When the first state redistricting maps were approved by lawmakers in 2011, Somerset County residents voiced their frustration because Sen. Rich Kasunic was drawn out of the county.
But the redrawn maps — giving the veteran senator all of the county — were ruled constitutional in Harrisburg Wednesday by a 4-1 vote.
Kasunic, D-Dunbar, said he is happy the new maps were approved.
“I certainly look forward to continuing my efforts working with the elected officials there, continuing to better the quality of life and standard of living for Somerset County,” he said.
The first maps were drawn in 2011 and ruled unconstitutional in 2012. New maps were introduced last year and again appealed to the Supreme Court.
Kasunic credits residents for coming together and voicing their concerns.
“I can’t thank the people of Somerset County enough, particularly those folks who wrote letters, those folks who took the bus trip down to Harrisburg to testify,” he said. “The outpouring of support by the constituency of Somerset County makes me proud to represent the people who obviously put their faith and trust in me 19 years ago.”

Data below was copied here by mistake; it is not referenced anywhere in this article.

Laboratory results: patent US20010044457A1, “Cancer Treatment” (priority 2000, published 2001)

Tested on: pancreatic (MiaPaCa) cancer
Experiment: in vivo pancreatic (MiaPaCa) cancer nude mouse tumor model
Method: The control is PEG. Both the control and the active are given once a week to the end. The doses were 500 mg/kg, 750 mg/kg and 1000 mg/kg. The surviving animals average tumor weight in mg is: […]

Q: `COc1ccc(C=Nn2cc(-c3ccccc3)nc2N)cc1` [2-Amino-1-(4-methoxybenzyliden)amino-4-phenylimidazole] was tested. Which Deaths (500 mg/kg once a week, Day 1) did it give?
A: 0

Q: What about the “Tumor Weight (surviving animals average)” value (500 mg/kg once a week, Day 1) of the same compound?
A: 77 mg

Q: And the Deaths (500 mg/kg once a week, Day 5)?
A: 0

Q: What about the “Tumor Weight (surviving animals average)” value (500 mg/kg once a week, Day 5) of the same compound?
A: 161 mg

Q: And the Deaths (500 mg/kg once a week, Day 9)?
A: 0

While the plan reduces the number of senators representing the county by shifting state Sen. John Wozniak’s district, it increases the number of representatives to four. State Rep. Frank Burns, D-East Taylor Township, was drawn out of the county. Rep. Carl Walker Metzgar, R-Allegheny Township, now shares the county with state Reps. Mike Reese, R-Mount Pleasant, Timothy Mahoney, D-Fayette, and Bryan Barbin, D-Johnstown.
Metzgar said he would have preferred to represent the entire county.
“The way I would draw the map is the same way I feel about my job now,” he said. “I lived in Somerset County my whole life. I represent all of Somerset County and nothing is changing no matter what politician or bureaucrat draws a line on a map.”
Metzgar, the only lawmaker in the state from Somerset County, said that anyone from the county is welcome to contact him if they have a concern.